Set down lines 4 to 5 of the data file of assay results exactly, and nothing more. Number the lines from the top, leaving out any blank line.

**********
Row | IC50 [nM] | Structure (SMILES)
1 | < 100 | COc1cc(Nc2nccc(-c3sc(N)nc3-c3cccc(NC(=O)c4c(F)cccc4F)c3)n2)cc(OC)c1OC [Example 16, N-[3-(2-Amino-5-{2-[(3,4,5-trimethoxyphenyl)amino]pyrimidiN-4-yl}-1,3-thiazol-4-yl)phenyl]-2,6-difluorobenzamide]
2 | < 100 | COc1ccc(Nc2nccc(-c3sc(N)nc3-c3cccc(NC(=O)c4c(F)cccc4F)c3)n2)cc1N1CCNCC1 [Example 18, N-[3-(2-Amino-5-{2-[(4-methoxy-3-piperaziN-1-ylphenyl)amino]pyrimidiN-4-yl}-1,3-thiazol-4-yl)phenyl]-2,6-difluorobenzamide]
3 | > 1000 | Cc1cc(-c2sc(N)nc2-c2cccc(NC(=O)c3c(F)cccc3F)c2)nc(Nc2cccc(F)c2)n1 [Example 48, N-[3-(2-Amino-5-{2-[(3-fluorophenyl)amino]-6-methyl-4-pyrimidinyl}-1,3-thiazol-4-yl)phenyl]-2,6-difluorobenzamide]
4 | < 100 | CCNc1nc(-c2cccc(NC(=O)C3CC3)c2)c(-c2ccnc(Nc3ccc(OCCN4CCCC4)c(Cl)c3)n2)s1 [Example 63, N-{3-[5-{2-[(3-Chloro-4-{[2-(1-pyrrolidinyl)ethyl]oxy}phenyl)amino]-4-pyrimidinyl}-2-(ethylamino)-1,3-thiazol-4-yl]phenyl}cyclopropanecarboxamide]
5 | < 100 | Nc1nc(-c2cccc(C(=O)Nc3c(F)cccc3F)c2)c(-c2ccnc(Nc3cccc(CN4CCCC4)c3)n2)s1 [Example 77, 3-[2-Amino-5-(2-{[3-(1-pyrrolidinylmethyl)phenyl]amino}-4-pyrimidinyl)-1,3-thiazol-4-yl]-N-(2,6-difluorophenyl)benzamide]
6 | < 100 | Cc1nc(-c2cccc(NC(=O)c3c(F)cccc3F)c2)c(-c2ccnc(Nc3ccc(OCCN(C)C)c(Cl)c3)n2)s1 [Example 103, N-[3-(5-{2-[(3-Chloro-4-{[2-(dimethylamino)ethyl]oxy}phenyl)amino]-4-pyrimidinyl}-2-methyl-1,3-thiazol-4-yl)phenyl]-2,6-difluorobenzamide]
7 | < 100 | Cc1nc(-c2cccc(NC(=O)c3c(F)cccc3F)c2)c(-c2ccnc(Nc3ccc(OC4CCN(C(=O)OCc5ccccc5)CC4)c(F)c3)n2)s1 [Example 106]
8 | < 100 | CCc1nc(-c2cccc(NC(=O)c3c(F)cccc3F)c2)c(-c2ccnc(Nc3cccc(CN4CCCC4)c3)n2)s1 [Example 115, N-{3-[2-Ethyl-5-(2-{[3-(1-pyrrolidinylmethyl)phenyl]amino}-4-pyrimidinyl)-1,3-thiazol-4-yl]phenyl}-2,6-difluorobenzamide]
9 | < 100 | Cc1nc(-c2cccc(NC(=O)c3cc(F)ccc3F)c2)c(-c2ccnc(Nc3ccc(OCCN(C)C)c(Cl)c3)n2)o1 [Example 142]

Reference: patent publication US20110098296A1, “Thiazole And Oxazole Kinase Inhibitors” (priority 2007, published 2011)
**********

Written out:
3 | > 1000 | Cc1cc(-c2sc(N)nc2-c2cccc(NC(=O)c3c(F)cccc3F)c2)nc(Nc2cccc(F)c2)n1 [Example 48, N-[3-(2-Amino-5-{2-[(3-fluorophenyl)amino]-6-methyl-4-pyrimidinyl}-1,3-thiazol-4-yl)phenyl]-2,6-difluorobenzamide]
4 | < 100 | CCNc1nc(-c2cccc(NC(=O)C3CC3)c2)c(-c2ccnc(Nc3ccc(OCCN4CCCC4)c(Cl)c3)n2)s1 [Example 63, N-{3-[5-{2-[(3-Chloro-4-{[2-(1-pyrrolidinyl)ethyl]oxy}phenyl)amino]-4-pyrimidinyl}-2-(ethylamino)-1,3-thiazol-4-yl]phenyl}cyclopropanecarboxamide]